Obama: Gunman in Fort Hood rampage to pay for crimes
FORT HOOD, Texas
FORT HOOD, Texas (Reuters) - President Barack Obama vowed on Tuesday to make sure the gunman who killed 13 people in a rampage at a U.S. Army base in Texas pays for his crimes.
Leading a memorial service for victims of an attack blamed on a Muslim Army psychiatrist, Obama reminded Americans they were enduring "trying times" while fighting wars in Iraq and Afghanistan but said there was no justification for what he called an "incomprehensible" tragedy.
"No faith justifies these murderous and craven acts. No just and loving God looks upon them with favor," Obama told a crowd of 15,000, many of them soldiers in camouflage, on a parade ground outside Fort Hood's headquarters.
"And for what he has done, we know that the killer will be met with justice -- in this world, and the next."
The shootings marked the latest blow to a U.S. military under strain from its combat duties as Obama weighs sending thousands more troops to the increasingly unpopular war in Afghanistan even as he winds down America's role in Iraq.
The somber ceremony came amid questions about whether authorities missed warning signs about the alleged gunman, Major Nidal Malik Hasan, who spent years counseling severely wounded soldiers and was soon to be deployed to Afghanistan.
Relatives have said Hasan, who is of Palestinian descent, wanted to leave the Army to avoid being sent to Afghanistan and was harassed by fellow soldiers because of his religion. The wars in Iraq and Afghanistan have stoked anti-U.S. sentiment among many Muslims worldwide.
Intelligence agencies learned Hasan had contacts with an Islamist sympathetic to al Qaeda and relayed that information to authorities before he allegedly went on the shooting spree, officials said on Monday.
No action was taken against Hasan by federal authorities, who determined the information gave no hint he was planning an attack or was taking orders from Anwar al-Awlaki, a fiery, anti-American cleric based in Yemen.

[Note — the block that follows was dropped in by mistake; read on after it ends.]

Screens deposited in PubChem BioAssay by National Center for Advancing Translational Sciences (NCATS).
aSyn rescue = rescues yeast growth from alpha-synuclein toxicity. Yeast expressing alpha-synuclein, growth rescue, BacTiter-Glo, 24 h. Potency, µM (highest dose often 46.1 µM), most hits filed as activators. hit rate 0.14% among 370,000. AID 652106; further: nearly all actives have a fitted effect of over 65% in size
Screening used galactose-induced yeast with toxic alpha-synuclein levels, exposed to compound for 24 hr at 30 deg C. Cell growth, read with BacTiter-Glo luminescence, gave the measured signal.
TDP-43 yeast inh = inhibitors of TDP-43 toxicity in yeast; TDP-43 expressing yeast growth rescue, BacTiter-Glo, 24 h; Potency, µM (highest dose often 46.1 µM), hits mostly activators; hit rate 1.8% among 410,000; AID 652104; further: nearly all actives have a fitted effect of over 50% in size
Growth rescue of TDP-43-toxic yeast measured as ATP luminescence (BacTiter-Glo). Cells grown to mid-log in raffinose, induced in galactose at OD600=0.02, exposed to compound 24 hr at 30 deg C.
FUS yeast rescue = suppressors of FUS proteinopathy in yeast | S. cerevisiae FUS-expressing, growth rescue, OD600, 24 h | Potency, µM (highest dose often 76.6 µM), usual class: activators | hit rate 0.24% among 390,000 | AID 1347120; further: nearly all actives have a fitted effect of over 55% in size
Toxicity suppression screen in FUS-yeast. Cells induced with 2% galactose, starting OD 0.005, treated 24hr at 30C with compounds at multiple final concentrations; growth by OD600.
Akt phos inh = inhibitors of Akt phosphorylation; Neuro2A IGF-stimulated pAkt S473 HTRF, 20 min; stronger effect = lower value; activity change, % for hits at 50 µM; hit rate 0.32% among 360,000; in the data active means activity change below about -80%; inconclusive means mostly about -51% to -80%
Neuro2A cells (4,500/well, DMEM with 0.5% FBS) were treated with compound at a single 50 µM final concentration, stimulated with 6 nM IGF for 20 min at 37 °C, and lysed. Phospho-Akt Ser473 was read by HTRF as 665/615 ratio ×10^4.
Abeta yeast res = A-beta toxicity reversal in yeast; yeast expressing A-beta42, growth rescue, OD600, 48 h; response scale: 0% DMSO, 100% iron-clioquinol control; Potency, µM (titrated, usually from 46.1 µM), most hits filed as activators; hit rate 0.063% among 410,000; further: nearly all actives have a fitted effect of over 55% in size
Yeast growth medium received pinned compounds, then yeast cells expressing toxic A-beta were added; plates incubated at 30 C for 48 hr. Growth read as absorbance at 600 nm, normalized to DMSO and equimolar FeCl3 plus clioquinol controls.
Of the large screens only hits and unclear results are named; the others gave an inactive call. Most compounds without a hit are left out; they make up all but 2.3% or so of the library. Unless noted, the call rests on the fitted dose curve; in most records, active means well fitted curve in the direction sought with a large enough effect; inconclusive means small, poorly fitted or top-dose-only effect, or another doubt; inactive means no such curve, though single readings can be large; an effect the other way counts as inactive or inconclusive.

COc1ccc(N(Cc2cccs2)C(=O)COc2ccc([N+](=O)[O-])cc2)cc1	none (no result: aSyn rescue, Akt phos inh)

OBAMA PAYS TRIBUTE
Five days after the attack, the president and first lady Michelle Obama flew to Texas, where he honored the victims in public and met privately with their families and some of the 30 people wounded in the shootings.
"We are a nation of laws whose commitment to justice is so enduring that we would treat a gunman and give him due process, just as surely as we will see that he pays for his crimes," Obama said.
Obama invoked the September 11 attacks of 2001 as he tried to rally the spirits of the troops.
"These are trying times for our country. In Afghanistan and Pakistan, the same extremists who killed nearly 3,000 Americans continue to endanger America, our allies and innocent Afghans and Pakistanis," he said.
"As we face these challenges, the stories of those at Fort Hood reaffirm the core values that we are fighting for."
Investigators tried to interview Hasan on Sunday at the military hospital where he was recovering from gunshots that subdued him during the attack but he invoked his right to speak to a lawyer, government officials said.
They declined to speculate about his possible motive.
The shootings took place at Fort Hood's crowded Soldiers Readiness Processing Center, where troops get medical checkups before deploying abroad. Authorities have decided to charge Hasan in a military court, officials said.
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